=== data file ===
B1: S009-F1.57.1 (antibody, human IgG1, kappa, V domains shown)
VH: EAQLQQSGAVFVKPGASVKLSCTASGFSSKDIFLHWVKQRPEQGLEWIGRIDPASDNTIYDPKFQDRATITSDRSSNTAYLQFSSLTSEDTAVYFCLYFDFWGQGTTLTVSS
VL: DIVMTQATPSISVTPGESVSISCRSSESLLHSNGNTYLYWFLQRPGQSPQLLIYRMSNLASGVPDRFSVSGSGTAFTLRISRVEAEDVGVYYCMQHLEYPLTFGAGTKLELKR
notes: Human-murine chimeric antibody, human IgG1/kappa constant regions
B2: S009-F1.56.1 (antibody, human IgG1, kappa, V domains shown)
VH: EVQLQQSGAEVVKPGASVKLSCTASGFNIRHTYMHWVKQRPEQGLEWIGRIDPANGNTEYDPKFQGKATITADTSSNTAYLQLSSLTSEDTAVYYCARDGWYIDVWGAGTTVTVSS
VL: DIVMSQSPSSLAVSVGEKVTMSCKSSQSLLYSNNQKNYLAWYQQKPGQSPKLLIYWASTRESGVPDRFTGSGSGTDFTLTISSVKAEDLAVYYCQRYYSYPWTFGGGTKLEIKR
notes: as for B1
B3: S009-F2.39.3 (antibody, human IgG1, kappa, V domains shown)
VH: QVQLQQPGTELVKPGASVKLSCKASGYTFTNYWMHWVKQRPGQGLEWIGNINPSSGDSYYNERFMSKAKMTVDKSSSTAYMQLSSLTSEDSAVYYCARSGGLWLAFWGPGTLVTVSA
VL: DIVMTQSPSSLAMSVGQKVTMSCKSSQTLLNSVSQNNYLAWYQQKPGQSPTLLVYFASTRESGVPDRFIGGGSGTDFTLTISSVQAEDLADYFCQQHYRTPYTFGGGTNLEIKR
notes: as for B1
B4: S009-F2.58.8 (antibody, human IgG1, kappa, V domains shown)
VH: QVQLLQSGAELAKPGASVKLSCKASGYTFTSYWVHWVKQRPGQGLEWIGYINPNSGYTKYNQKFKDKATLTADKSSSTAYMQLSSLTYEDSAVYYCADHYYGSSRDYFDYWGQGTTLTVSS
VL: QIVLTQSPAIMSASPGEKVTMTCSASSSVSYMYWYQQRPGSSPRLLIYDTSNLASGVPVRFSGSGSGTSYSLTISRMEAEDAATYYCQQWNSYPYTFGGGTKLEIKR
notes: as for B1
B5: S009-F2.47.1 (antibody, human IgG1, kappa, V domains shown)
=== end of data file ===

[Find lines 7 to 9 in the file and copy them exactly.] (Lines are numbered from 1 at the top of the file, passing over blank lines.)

VL: DIVMSQSPSSLAVSVGEKVTMSCKSSQSLLYSNNQKNYLAWYQQKPGQSPKLLIYWASTRESGVPDRFTGSGSGTDFTLTISSVKAEDLAVYYCQRYYSYPWTFGGGTKLEIKR
notes: as for B1
B3: S009-F2.39.3 (antibody, human IgG1, kappa, V domains shown)